Aramis Ramirez and “performing when it counts”

The Cubs and Aramis Ramirez have a mutal option for 2011 at $16 million, but it’s unlikely he exercises that option. Ramirez is looking for more than a one-year deal and as the best free agent 3rd baseman he’ll easily get a multi-year deal on the free agent market. It’s hard to say whether or not the Cubs will offer him an extension because we really have no idea what the team plans to do. Until we do it’s only speculation.

One argument that was brought up in the comments on that Bruce Levine article was a popular one we’ve often heard about Ramirez: he only performs after the team is out of the race. This is easy enough to check. Let’s start with 2003 which was the first year Ramirez played any important games. I’ll be using rWAR below.

While with the Pirates in 2003 Ramirez batted .280/.330/.448. That was good for a 99 OPS+ and he was worth .7 WAR. After joining the Cubs he hit .259/.314/.491. That’s a 105 OPS+ and in many fewer games he was worth more WAR (1.1).

In the first half of 2004 he hit .326/.374/.550. He then hit .308/.372/.613 in the 2nd half.

First half 2005: .298/.356/.549 and then .311/.362/.608.

First half 2006: .259/.320/.481 followed by .328/.388/.556.

First half 2007: .312/.356/.556 followed by .308/.375/.542.

First half 2008: .285/.386/.515 followed by .294/.371/.522.

He spent much of 2009 injured so it’s not like that it’s his fault.

First half 2010: .207/.268/.380 followed by .276/.321/.526.

First half 2011: .298/.346/.497 followed by .311/.374/.515.

Other than 2010 I don’t know how anybody could say that Ramirez wasn’t performing well in the 1st half. It’s either a lie or it’s ignorance.

Not to mention the obvious flaw in the argument. These people assume it counts early in the season, but doesn’t count later in the season. If a batter goes 0-4 in 81 games and 4-4 in the other 81, does it really matter how it’s distributed? Would his 4-4 every game in the 2nd half have less value than 4-4 in the first half? Of course not.

To these people, it counts early in the season every single year even if you’re the 1999/2000 Cubs or the 2011 Astros. That’s ridiculous. Ramirez has been an excellent player for the Cubs and suggesting otherwise is just plain dumb.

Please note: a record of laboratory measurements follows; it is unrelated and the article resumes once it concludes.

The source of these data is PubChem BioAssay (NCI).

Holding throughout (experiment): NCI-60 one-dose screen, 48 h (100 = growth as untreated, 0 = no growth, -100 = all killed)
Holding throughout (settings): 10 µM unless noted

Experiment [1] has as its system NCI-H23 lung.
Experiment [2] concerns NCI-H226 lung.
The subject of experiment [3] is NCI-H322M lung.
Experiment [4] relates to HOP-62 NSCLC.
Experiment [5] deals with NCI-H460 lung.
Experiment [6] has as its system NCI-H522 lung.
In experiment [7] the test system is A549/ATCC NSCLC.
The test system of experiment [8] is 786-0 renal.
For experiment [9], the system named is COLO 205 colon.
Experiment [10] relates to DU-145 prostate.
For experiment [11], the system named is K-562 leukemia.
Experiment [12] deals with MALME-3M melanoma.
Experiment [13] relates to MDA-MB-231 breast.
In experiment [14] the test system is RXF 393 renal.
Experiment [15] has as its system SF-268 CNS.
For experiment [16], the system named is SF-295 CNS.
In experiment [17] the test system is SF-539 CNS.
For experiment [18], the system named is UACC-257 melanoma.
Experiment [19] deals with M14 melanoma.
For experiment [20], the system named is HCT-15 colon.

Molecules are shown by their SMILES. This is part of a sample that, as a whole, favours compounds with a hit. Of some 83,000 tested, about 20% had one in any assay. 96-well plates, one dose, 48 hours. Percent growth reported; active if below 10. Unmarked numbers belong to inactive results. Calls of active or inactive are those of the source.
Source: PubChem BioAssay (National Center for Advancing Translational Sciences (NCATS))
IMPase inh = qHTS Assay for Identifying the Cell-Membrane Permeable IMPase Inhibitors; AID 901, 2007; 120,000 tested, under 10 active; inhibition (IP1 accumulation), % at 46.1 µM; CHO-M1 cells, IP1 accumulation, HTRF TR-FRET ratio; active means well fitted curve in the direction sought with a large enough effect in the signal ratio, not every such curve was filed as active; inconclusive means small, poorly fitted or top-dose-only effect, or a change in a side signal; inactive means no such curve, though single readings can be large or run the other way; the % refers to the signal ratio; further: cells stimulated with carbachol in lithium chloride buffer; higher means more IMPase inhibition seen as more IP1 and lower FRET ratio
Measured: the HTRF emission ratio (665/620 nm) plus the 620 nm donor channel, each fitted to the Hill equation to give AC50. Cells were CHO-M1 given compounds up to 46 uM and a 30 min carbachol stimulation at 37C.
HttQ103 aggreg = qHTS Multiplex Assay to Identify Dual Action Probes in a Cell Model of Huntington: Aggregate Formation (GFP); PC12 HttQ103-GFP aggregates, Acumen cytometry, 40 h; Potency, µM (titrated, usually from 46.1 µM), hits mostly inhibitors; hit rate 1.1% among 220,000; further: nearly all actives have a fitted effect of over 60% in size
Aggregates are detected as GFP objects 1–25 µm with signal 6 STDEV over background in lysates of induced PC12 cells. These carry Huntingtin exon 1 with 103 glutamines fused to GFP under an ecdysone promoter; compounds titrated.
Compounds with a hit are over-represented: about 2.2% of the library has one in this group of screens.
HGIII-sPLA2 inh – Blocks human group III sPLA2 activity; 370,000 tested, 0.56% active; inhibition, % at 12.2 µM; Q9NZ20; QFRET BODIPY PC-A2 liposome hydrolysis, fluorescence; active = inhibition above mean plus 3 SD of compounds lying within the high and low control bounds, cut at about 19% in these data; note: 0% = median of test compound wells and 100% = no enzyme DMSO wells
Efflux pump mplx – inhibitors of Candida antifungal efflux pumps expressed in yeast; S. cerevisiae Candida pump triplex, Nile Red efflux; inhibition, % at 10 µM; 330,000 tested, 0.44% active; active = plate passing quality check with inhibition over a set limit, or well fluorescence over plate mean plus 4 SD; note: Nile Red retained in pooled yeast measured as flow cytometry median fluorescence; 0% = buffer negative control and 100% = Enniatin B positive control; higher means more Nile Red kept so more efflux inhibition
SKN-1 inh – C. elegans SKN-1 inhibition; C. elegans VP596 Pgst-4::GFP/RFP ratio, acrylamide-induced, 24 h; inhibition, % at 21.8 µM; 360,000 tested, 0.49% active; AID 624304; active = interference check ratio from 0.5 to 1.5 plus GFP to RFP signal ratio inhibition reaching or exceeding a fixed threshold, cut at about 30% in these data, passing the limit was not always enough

Among players who had 3000 plate appearances as a Cub since 1947, Ramirez’s 126 OPS+ ranks 6th behind Sammy Sosa (139), Billy Williams (135), Derrek Lee (129), Leon Durham (128) and Ron Santo (127). There haven’t been that many with 3000 PA so let’s lower it to 2000.

Ramirez falls to 7th (Andy Pafko is now 3rd). So you know, Ramirez is ahead of Mark Grace, Ernie Banks, Andre Dawson and Ryne Sandberg.

Among 3rd baseman for the Cubs with 1000 PA since 1947, he ranks 3rd behind Bill Madlock and Ron Santo.

Going all the way back to 1876, Ramirez ranks 4th in OPS+ among Cubs players with at least 1000 PA.

Among all infielders he ranks 10th. Since 1876 only Santo and Stan Hack have more Batting Runs at 3rd base for the Cubs than Ramirez. Among all infielders he’s 10th, just barely behind Ryne Sandberg who had twice as many plate appearances. He’s 9th in Batting Runs per 700 plate appearances.

Including all Cubs players since 1876 with 1000 or more PA, Ramirez ranks 21st in Batting Runs. Think about that for a moment. Only 20 Cubs players have produced more WAR Batting Runs in a Cubs uniform than Ramirez has in over 135 years.

Trying to argue that Ramirez has been anything other than a very good player for the Cubs makes a person look unintelligent. There is no argument in favor of such a position. None.


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